Medical tourism: Maine people and companies go abroad to save on surgery

by Alison McKellar , | 2008-05-13

Medical tourism, a growing travel phenomenon that combines international travel with various medical procedures, is the newest indication that Americans are fed up with expensive medical procedures, inefficient hospitals, and sky-high deductibles from insurance companies. Until recently, Americans have had little recourse and few alternatives when facing high-cost surgeries and penny-pinching insurance companies, but a growing percentage of people have found a new and often favorable solution. U.S. News and World Report estimates that anywhere from 5,000 to 500,000 Americans annually are taking their business elsewhere and heading abroad when they have to pay for costly medical procedures.

Mainers and Maine companies like Hannaford Bros. are among the many patients and companies going beyond borders in pursuit of medical procedures at a fraction of the cost.  The AP reports that the Scarborough-based supermarket chain now offers employees the option of getting hip and knee replacements in Singapore, at the National University Hospital. The same procedure that can cost $40,000 to $60,000 in the United States ranges from $10,000 to $15,000 in Singapore.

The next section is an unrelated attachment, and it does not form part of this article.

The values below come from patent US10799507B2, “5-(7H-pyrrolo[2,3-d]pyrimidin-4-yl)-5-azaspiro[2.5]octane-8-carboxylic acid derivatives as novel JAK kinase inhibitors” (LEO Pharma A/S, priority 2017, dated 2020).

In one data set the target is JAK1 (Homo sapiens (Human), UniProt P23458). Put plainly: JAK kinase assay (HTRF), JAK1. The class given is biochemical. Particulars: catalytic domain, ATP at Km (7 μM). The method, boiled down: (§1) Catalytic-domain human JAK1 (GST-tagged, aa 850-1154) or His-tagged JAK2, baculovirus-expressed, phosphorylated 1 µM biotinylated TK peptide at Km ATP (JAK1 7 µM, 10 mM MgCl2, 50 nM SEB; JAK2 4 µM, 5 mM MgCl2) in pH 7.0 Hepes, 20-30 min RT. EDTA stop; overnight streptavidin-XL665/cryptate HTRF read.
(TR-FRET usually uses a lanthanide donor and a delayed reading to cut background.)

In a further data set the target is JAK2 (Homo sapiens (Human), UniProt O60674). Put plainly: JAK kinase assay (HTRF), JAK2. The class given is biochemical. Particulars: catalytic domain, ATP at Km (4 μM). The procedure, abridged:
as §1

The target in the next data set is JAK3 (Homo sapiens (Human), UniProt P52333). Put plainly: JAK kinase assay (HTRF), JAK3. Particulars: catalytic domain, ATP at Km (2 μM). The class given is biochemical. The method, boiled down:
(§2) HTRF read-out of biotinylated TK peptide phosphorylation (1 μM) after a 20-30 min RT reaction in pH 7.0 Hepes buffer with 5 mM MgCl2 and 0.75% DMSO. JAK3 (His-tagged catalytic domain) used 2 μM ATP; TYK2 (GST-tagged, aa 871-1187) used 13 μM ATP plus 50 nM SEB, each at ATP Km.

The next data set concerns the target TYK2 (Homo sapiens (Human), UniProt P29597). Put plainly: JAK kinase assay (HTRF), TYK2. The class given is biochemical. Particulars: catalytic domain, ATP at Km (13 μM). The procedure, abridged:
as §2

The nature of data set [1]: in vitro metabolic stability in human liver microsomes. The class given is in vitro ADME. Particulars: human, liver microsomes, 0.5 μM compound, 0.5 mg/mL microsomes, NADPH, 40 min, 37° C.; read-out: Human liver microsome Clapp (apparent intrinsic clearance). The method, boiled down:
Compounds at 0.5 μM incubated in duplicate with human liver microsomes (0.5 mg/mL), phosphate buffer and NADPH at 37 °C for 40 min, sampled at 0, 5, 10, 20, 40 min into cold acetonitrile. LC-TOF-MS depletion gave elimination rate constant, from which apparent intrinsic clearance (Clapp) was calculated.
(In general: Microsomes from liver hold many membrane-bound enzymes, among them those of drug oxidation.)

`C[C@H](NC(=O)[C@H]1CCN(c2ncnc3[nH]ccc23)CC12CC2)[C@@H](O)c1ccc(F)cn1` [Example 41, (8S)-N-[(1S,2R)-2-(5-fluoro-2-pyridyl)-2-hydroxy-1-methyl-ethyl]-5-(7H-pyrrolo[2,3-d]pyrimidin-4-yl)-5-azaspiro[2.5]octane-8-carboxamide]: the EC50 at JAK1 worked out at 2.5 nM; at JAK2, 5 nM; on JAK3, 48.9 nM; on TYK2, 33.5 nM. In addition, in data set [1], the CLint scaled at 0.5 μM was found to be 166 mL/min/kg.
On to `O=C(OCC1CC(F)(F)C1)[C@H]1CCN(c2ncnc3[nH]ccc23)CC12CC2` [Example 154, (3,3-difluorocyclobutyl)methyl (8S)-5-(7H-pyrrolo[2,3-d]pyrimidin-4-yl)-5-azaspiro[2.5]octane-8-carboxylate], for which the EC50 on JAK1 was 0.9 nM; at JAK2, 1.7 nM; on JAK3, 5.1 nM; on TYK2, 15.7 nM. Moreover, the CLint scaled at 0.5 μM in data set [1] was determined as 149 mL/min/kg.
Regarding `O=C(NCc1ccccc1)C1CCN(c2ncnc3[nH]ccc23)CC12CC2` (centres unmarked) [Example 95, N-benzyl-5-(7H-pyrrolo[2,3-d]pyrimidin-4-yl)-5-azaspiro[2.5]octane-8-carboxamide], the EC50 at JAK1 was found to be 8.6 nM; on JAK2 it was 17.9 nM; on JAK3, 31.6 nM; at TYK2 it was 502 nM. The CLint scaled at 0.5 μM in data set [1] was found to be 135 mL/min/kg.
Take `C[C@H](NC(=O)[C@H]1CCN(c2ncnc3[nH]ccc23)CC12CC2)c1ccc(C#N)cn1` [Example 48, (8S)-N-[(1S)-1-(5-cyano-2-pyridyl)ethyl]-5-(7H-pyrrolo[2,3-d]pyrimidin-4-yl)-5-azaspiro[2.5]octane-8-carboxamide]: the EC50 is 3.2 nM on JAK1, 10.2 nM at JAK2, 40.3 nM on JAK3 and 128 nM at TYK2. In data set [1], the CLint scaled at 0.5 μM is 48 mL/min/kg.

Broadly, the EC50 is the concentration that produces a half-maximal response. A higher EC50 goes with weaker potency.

The savings can be so great and the quality of care so high that even insurance companies have started looking into the possibility of covering oversees medical procedures. David Boucher, an assistant vice president of healthcare services at BlueCross BlueShield of South Carolina has visited many facilities abroad, and told U.S. News and World Report that he was, “totally amazed not just by the quality of medical care but at the quality of service… the initial driver may be price, but patients’ positive experiences will do a lot to advance the movement.”

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